Thursday, April 20, 2017

Air Quality In Poland #12 - What is this? Is this .... API?

Surprise from GIOS

Image from
When I was starting playing with air quality data from GIOS, only reasonable way to obtain it was download pre-packed archives with data for each year separately. Also when I'm publishing this post, last data archive is dated 2015, so there is no data from whole 2016 and 2017-now available. 

But recently, GIOS with collaboration with ePaństwo Foundation released initial and experimental version of data RESTful API. It is very simple, but you don't have to identify yourself with private key and there are no significant limitations of how one can use it. Lets see what can we do with it.

Currently, four types of request are handled which can give us following data: measurement stations, sensors, measured data and air quality index.

Measurement stations

First API request we should check is station/findAll. This API request should give us JSON response with list of measuring stations and some information about them. Most important field from this response is top level id, which contains id of station. We will need that value as part of further requests. To receive data from this request, parse it as data frame, and (for example) select interesting place we can do those simple operations:
We will receive following data frame:
In my example I picked station AM5 Gdańsk Szadółki which has id 733.


Since we have station id we can explore its sensors now. Overall idea of sending request and transforming its response is the same as in measurement stations example:
As result we have neat data frame with information about sensors located in this measurement station:
We can easily see that we have 5 sensors located there. Lets then explore data from PM10 sensor which has id 4727.

Measured data

Now we arrived to probably most interesting part of API. We can get actual measurement data here. As we can expect, complexity of getting this data is similar as above, with one distinction. We are receiving list of dictionaries, and each dictionary contains two pairs of key/value. So if we want nice data frame we have to add additional transformation. But fear no more - it is quite simple and gives us wanted results immediately:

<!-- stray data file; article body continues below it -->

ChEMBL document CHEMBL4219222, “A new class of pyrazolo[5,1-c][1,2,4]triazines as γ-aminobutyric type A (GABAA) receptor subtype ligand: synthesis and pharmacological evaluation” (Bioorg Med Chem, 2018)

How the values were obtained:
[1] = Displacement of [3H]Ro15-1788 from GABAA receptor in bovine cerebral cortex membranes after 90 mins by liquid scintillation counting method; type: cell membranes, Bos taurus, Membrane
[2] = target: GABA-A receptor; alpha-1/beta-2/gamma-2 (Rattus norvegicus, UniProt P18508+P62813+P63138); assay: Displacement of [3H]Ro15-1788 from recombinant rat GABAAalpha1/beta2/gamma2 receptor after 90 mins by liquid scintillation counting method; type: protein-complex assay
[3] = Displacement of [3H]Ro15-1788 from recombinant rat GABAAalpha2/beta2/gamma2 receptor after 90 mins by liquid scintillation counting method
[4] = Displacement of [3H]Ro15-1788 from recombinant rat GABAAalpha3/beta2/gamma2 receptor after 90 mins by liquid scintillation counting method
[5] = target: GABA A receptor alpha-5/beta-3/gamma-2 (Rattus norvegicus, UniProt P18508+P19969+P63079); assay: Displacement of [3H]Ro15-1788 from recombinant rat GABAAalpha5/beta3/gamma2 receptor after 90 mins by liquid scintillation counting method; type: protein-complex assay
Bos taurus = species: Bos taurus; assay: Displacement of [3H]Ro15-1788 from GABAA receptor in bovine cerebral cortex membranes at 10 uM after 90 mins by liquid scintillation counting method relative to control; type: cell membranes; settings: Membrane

Example results:
But as we can expect, there are some gotchas here. If you have "trained" eye, you probably spotted fact, that date time data is written in 12h format without AM/PM distinction. Well, this is because ... there is no such information provided in API response. I'm assuming that received data is sorted, so first 01 is one hour after midnight and second occurrence of 01 during the same date will correspond to 13 in 24h time format. For now I didn't bother to recalculate it according to above assumption - I'm hoping that this will be fixed soon so I don't have to deal with it. Second gotcha here is about range of data. Received data points are from range of three calendar days including current day, so it will contain at most 24 * 3 points. There is no way to modify that range, so if our data retrieving application crash, and we fail to notice it over three days, we will have data gap, which would not be filled until yearly data package will be released. Also, if someone is interested only in current values, he will always receive unneeded data which basically wastes bandwidth. Apart of those little flaws I didn't found other problems. Here's plot of this data:

Air quality index

Last data which we can get with API is current air quality. It doesn't seems to be very interesting - it just gives current air quality category for each sensor in station and overall air quality for that station. If you like to see how to access it I invite you to check my notebook dedicated to operations with API. It also contains all mentioned API requests and data processing.


It's great we can access so valuable and important data trough API. Despite its simplicity and flaws it still provides good point for analysis of current air quality situation. If I could add something to that API, I would enable modifying time frame for measurements data, so users could fill the gaps in their copies of data for different time frames analysis. If only other public government data would be so nice...

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